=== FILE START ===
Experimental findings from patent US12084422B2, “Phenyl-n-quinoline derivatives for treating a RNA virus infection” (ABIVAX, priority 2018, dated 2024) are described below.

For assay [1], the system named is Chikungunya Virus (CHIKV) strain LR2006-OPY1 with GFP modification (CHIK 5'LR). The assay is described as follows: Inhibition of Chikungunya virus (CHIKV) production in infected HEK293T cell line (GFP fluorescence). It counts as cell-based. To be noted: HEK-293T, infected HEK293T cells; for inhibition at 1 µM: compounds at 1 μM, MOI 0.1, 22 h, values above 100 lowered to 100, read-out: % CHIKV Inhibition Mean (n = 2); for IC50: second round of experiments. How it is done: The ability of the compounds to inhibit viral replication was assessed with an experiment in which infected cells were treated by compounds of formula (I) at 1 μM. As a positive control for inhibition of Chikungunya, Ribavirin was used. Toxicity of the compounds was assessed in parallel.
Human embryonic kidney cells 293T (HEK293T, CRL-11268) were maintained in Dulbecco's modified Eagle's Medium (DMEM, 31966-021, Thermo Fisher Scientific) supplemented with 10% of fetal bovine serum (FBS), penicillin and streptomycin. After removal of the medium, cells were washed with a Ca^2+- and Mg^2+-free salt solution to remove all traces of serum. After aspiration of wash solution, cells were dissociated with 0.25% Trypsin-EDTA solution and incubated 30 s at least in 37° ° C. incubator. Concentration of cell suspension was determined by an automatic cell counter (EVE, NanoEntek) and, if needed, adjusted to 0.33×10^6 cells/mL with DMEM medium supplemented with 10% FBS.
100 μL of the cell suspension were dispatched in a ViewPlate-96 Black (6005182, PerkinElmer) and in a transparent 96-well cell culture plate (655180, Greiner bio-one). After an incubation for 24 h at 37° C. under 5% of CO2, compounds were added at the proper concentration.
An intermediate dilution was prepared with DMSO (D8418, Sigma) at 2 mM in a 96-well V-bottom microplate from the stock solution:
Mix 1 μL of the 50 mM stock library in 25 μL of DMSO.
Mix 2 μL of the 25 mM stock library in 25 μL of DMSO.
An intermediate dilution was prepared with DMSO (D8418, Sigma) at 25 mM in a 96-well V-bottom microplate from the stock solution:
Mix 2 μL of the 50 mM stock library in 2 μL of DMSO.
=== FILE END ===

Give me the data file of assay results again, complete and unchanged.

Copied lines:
Experimental findings from patent US12084422B2, “Phenyl-n-quinoline derivatives for treating a RNA virus infection” (ABIVAX, priority 2018, dated 2024) are described below.

For assay [1], the system named is Chikungunya Virus (CHIKV) strain LR2006-OPY1 with GFP modification (CHIK 5'LR). The assay is described as follows: Inhibition of Chikungunya virus (CHIKV) production in infected HEK293T cell line (GFP fluorescence). It counts as cell-based. To be noted: HEK-293T, infected HEK293T cells; for inhibition at 1 µM: compounds at 1 μM, MOI 0.1, 22 h, values above 100 lowered to 100, read-out: % CHIKV Inhibition Mean (n = 2); for IC50: second round of experiments. How it is done: The ability of the compounds to inhibit viral replication was assessed with an experiment in which infected cells were treated by compounds of formula (I) at 1 μM. As a positive control for inhibition of Chikungunya, Ribavirin was used. Toxicity of the compounds was assessed in parallel.
Human embryonic kidney cells 293T (HEK293T, CRL-11268) were maintained in Dulbecco's modified Eagle's Medium (DMEM, 31966-021, Thermo Fisher Scientific) supplemented with 10% of fetal bovine serum (FBS), penicillin and streptomycin. After removal of the medium, cells were washed with a Ca^2+- and Mg^2+-free salt solution to remove all traces of serum. After aspiration of wash solution, cells were dissociated with 0.25% Trypsin-EDTA solution and incubated 30 s at least in 37° ° C. incubator. Concentration of cell suspension was determined by an automatic cell counter (EVE, NanoEntek) and, if needed, adjusted to 0.33×10^6 cells/mL with DMEM medium supplemented with 10% FBS.
100 μL of the cell suspension were dispatched in a ViewPlate-96 Black (6005182, PerkinElmer) and in a transparent 96-well cell culture plate (655180, Greiner bio-one). After an incubation for 24 h at 37° C. under 5% of CO2, compounds were added at the proper concentration.
An intermediate dilution was prepared with DMSO (D8418, Sigma) at 2 mM in a 96-well V-bottom microplate from the stock solution:
Mix 1 μL of the 50 mM stock library in 25 μL of DMSO.
Mix 2 μL of the 25 mM stock library in 25 μL of DMSO.
An intermediate dilution was prepared with DMSO (D8418, Sigma) at 25 mM in a 96-well V-bottom microplate from the stock solution:
Mix 2 μL of the 50 mM stock library in 2 μL of DMSO.